In a study designed to evaluate and address exploration and production (E&P) drilling risks associated with over-pressured formations, it was found that dramatically different magnitudes of overpressure were found to exist in all 149 deepwater wells studied in the deepwater U.S. Gulf of Mexico Lower Tertiary Wilcox play.
Understanding the variation and magnitude of overpressure is of critical importance, according to the authors of the study, information and insight provider IHS, and pressure consultants GeoPressure Technology Limited (GPT), an Ikon Science Company.
The IHS/GPT Deepwater Gulf of Mexico Lower Tertiary Wilcox Pressure Study sought to gain an understanding of overpressure in the deepwater Gulf in terms of its distribution and potential impacts on future exploration of the region’s petroleum system. The study examined 149 deepwater Gulf wells, which were extracted from the IHS Pressure Database, a global dataset of re-interpreted, quality controlled, sub-surface formation pressure data.
The study focuses on key wells in Alaminos Canyon, Keathley Canyon, Walker Ridge, Garden Banks, Green Canyon and Atwater Valley, a combined study area that spans offshore acreage covering hundreds of miles across offshore Texas, Louisiana and Mississippi in U.S. federal waters. Water depths in the region range from 4,000 feet to 10,000 feet and the total depths of the wells can exceed 30,000 feet total vertical depth, sub-sea (TVDss). Reservoir pressures in the Wilcox can exceed 20,000 pounds-per-square-inch (psi).
The Lower Tertiary Wilcox trend covered in the study has proven to be a highly successful exploration target, with considerable upside potential of up to 15 billion barrels of recoverable oil reserves, according to IHS estimates.
"What we learned from the study is that overpressure variation has a significant impact throughout the play. Understanding the overpressure variation helps to minimize the drilling risk and inform on future exploration targets," said Mark Diaz, senior geopressure analyst at IHS, and one of the study authors. "There are a number of operational challenges that exist alongside varying pressure regimes, including high bottom-hole temperatures, complex structural variances, and a canopy of salt that sits over much of the play, which makes the use of seismic data to visualize sub-salt structures largely ineffective."
"This study gives clients a set of analytical tools and supporting insight that enables them to make sound exploration decisions and minimize the potential risks associated with drilling when they have poor visualization of the subsurface," said Sam Green Ph.D., principal technical author of the study for GPT.
According to the report, all of the wells with formation pressure data that were studied indicated overpressure, although the degree of overpressure varied widely. The overpressures in the report ranged from 9.1 pounds-per-gallon Equivalent Mud Weight (ppg EMW) up to 15.7 ppg EMW across the Miocene and Wilcox. "Calculating those pressures correctly is incredibly important," Diaz said, "since excessive pressures impact every aspect of the planning process."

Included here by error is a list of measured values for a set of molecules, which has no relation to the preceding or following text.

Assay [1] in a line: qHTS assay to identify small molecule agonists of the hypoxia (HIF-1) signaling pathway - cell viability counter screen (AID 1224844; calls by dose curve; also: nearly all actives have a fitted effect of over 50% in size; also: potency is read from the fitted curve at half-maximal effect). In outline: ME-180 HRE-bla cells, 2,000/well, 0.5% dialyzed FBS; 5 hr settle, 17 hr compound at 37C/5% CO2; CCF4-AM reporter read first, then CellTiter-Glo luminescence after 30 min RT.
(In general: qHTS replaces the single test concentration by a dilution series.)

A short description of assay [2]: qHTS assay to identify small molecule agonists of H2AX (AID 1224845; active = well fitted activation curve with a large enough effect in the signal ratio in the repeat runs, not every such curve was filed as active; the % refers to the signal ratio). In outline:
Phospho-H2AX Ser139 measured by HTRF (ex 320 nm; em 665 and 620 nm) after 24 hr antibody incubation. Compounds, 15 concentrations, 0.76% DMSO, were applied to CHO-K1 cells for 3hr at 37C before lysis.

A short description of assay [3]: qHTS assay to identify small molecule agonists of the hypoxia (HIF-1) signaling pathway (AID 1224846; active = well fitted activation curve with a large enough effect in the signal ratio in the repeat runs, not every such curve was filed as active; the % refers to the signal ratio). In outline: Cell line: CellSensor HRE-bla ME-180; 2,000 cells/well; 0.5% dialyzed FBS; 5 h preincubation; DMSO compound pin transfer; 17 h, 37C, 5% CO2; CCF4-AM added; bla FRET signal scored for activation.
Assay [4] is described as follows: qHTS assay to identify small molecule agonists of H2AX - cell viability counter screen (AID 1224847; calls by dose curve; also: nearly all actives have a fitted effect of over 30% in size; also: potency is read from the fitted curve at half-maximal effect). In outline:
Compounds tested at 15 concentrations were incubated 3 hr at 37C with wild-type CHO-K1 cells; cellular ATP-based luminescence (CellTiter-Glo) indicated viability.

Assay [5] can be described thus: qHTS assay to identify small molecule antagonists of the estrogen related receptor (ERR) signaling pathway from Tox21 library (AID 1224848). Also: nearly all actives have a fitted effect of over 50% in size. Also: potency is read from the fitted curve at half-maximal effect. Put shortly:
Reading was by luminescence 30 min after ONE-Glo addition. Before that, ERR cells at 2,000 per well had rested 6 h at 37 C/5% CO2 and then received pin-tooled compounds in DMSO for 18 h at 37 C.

Analysis of the overpressure in the Wilcox showed that the highest overpressures are primarily in eastern Keathley Canyon and across the Walker Ridge protraction areas. The Wilcox data were analyzed with respect to compartmentalization versus lateral drainage as an explanation for the overpressure variation observed. The overpressure observations made in the Miocene have a significant impact on the sub-salt play as a whole.
Although a number of high-profile discoveries have been made to date in this play, including Cascade, St. Malo and more recently BP’s 2009/10 Tiber well in northwest Keathley Canyon, which is expanding the extent of the play, dry holes such as the Unocal Sardinia project in Keathley Canyon (block 681), and the ExxonMobil Hadrian well in Keathley Canyon (block 919), have proven problematic and costly, noted the report.
"Despite its prospectivity, the play clearly is not fully understood in terms of the petroleum system and its impact on the distribution of hydrocarbons," said Green.
"Part of this problem lies in the fact that the majority of this play is sub-salt, with the inherent problems of using seismic data to visualize structures below the salt canopy. Even if traps are identified, and the risks assessed for reservoir quality and charge, variable overpressure regimes exist in the sub-salt, which can make drilling these prospects problematic."
Green added, "As part of this study, we developed a unique set of algorithms to calculate overburden gradients and fracture gradients across the many protraction areas, which aids engineers in the well design and planning process."
According to IHS estimates, if the U.S. deepwater Gulf of Mexico were a country, it would rank number eight in the world with respect to barrels-of-oil-equivalent (Boe), discovered from 2000 to 2009. In terms of oil discovered during this period, the entire Gulf of Mexico, including the deepwater and shelf regions, would rank number three in the world.
As of the end of October 2010, 6,269 wells were actively producing in the U.S. Gulf of Mexico, of which 486 were deepwater wells (wells exceeding 1,312 feet of water depth, according to the IHS E&P Well and Production Database. So far in 2011, based on IHS data, the U.S. Gulf of Mexico has produced 820 MMBoe. Of that figure, the deepwater Gulf has delivered about 516 MMBoe, or approximately 70 percent of the total production for the entire Gulf.
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